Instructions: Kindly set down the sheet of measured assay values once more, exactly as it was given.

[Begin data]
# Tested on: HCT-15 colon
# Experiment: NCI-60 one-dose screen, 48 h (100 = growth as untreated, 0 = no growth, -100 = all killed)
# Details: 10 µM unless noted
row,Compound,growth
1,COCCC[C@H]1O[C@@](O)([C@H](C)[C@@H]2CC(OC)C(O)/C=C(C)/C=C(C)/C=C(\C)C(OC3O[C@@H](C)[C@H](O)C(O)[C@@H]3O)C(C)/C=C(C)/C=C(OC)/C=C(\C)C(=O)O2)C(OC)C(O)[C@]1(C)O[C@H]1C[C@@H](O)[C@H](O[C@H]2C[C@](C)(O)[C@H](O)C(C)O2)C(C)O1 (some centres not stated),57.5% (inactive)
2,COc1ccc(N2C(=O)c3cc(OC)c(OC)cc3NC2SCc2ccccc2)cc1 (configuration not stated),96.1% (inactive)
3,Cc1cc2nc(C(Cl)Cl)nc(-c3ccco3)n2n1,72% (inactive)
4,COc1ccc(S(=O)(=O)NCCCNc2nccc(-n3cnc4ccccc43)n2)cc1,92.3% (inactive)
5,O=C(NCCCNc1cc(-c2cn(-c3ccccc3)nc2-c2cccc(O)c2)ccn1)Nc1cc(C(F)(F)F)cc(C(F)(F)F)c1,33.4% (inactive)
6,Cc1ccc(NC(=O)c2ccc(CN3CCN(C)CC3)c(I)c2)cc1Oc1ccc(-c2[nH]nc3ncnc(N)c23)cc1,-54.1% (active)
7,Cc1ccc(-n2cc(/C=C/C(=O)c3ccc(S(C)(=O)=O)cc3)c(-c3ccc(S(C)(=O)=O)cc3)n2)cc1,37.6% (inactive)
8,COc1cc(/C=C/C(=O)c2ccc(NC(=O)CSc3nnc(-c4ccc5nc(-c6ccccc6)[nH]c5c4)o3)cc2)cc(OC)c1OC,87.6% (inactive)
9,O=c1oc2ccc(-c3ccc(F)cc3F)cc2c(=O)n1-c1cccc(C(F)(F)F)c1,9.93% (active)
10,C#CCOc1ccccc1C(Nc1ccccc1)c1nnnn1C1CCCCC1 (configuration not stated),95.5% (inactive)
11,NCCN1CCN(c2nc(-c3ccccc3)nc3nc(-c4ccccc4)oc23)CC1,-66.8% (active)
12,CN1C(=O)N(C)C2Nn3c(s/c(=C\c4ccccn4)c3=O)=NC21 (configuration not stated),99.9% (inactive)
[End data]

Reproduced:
# Tested on: HCT-15 colon
# Experiment: NCI-60 one-dose screen, 48 h (100 = growth as untreated, 0 = no growth, -100 = all killed)
# Details: 10 µM unless noted
row,Compound,growth
1,COCCC[C@H]1O[C@@](O)([C@H](C)[C@@H]2CC(OC)C(O)/C=C(C)/C=C(C)/C=C(\C)C(OC3O[C@@H](C)[C@H](O)C(O)[C@@H]3O)C(C)/C=C(C)/C=C(OC)/C=C(\C)C(=O)O2)C(OC)C(O)[C@]1(C)O[C@H]1C[C@@H](O)[C@H](O[C@H]2C[C@](C)(O)[C@H](O)C(C)O2)C(C)O1 (some centres not stated),57.5% (inactive)
2,COc1ccc(N2C(=O)c3cc(OC)c(OC)cc3NC2SCc2ccccc2)cc1 (configuration not stated),96.1% (inactive)
3,Cc1cc2nc(C(Cl)Cl)nc(-c3ccco3)n2n1,72% (inactive)
4,COc1ccc(S(=O)(=O)NCCCNc2nccc(-n3cnc4ccccc43)n2)cc1,92.3% (inactive)
5,O=C(NCCCNc1cc(-c2cn(-c3ccccc3)nc2-c2cccc(O)c2)ccn1)Nc1cc(C(F)(F)F)cc(C(F)(F)F)c1,33.4% (inactive)
6,Cc1ccc(NC(=O)c2ccc(CN3CCN(C)CC3)c(I)c2)cc1Oc1ccc(-c2[nH]nc3ncnc(N)c23)cc1,-54.1% (active)
7,Cc1ccc(-n2cc(/C=C/C(=O)c3ccc(S(C)(=O)=O)cc3)c(-c3ccc(S(C)(=O)=O)cc3)n2)cc1,37.6% (inactive)
8,COc1cc(/C=C/C(=O)c2ccc(NC(=O)CSc3nnc(-c4ccc5nc(-c6ccccc6)[nH]c5c4)o3)cc2)cc(OC)c1OC,87.6% (inactive)
9,O=c1oc2ccc(-c3ccc(F)cc3F)cc2c(=O)n1-c1cccc(C(F)(F)F)c1,9.93% (active)
10,C#CCOc1ccccc1C(Nc1ccccc1)c1nnnn1C1CCCCC1 (configuration not stated),95.5% (inactive)
11,NCCN1CCN(c2nc(-c3ccccc3)nc3nc(-c4ccccc4)oc23)CC1,-66.8% (active)
12,CN1C(=O)N(C)C2Nn3c(s/c(=C\c4ccccn4)c3=O)=NC21 (configuration not stated),99.9% (inactive)